The Pull

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Japan, People

We didn’t know there was going to be an annual festival when my sister and I arrived at the Naritasan Shinshō-ji Temple, looking for the rest of our family. However, we found the streets of the old town surrounding the temple packed with hundreds of visitors, local and foreigners alike. Dancers, drummers, cartoon characters, and more roamed the narrow streets, stopping periodically to entertain the spectators. Every now and then we’d see one of several colossal, two story wagons sitting just off the street, filled with dancers and musicians, performing for the crowds.

It was near dusk, as we walked up a hill leading away from the temple, festival workers flanking one of the wagons, rolled out rope spanning several city blocks attached to the wagon. All the kids roaming the festival were urged (along with their parents) to grab a spot on the massive rope to help pull the wagon up the street and away from the temple. An older man shouted instructions through a megaphone as dozens of local kids decked out in traditional kimonos and hachimakis (head scarves) lined the rope, the end of which stretched up the street and around a corner, out of view of the wagon.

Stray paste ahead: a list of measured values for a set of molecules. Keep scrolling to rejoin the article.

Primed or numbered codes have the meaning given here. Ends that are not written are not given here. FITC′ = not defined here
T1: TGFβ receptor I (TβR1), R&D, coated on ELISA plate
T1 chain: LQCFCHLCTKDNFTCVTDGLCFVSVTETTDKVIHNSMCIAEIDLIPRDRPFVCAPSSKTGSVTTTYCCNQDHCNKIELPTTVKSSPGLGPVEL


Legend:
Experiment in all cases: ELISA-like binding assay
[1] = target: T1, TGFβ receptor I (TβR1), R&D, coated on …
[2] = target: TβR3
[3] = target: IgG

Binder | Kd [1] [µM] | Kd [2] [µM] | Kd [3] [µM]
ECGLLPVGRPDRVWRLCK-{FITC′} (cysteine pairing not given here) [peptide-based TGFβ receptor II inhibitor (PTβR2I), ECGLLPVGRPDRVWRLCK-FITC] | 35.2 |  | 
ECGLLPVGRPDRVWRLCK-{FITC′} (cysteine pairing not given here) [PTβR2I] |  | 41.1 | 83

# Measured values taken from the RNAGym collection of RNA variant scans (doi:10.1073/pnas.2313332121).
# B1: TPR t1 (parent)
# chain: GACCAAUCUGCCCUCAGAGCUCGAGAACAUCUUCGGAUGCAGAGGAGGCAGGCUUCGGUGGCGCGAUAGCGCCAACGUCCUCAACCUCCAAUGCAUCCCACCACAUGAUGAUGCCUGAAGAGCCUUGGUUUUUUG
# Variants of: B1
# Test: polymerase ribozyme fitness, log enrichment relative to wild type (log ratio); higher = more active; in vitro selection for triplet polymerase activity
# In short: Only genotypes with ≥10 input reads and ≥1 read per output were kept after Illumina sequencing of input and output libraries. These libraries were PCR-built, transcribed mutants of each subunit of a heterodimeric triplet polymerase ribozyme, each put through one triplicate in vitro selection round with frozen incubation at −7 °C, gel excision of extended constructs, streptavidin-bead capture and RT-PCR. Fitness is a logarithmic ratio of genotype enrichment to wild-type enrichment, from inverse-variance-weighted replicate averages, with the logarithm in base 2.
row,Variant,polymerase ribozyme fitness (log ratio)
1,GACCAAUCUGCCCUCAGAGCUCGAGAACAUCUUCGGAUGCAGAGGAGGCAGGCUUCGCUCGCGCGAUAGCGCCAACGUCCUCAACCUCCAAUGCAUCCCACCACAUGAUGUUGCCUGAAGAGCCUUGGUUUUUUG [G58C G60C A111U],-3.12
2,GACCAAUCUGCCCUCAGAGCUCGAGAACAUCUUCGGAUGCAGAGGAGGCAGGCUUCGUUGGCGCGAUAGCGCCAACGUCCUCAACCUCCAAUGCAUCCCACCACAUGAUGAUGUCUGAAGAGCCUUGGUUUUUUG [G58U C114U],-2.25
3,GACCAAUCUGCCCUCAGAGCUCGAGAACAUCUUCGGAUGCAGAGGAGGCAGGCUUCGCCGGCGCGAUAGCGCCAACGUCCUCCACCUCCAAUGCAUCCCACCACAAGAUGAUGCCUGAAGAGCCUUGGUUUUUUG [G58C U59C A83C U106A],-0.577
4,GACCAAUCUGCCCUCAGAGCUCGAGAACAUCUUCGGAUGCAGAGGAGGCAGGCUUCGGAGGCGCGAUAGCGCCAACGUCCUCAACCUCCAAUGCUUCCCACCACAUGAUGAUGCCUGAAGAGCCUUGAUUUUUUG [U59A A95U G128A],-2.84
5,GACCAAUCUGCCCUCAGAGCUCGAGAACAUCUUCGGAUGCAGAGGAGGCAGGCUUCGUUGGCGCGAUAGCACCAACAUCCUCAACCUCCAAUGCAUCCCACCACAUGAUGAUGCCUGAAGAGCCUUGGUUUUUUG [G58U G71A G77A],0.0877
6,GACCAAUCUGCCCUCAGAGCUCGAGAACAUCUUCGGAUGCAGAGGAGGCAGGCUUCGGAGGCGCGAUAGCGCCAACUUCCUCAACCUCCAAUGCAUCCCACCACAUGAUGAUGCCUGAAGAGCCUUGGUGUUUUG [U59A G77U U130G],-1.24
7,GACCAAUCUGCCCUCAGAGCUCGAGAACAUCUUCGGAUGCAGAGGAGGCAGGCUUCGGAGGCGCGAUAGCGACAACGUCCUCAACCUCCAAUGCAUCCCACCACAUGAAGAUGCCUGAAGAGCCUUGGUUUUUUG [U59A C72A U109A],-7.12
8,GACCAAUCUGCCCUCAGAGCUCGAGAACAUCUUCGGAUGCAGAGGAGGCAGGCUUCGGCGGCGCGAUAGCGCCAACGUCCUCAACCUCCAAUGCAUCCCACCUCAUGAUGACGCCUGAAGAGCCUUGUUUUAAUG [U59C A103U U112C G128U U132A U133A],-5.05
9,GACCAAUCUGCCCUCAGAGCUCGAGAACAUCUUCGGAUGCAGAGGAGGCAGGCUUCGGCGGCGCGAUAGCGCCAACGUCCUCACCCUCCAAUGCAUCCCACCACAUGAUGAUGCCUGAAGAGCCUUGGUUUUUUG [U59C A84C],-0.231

While walking up the street , e reached the front of the rope just before the big pull began. Here, I got this shot of a young girl, stationed right near the head of the immense rope, as she pulls with all her might from the front end while the other participants follow her lead.

Surprises like this are are the best kind when traveling. We expected a quiet day at the temple and found ourselves part of a massive celebration, thrown into the midst of some of Japan’s amazing culture and traditions.

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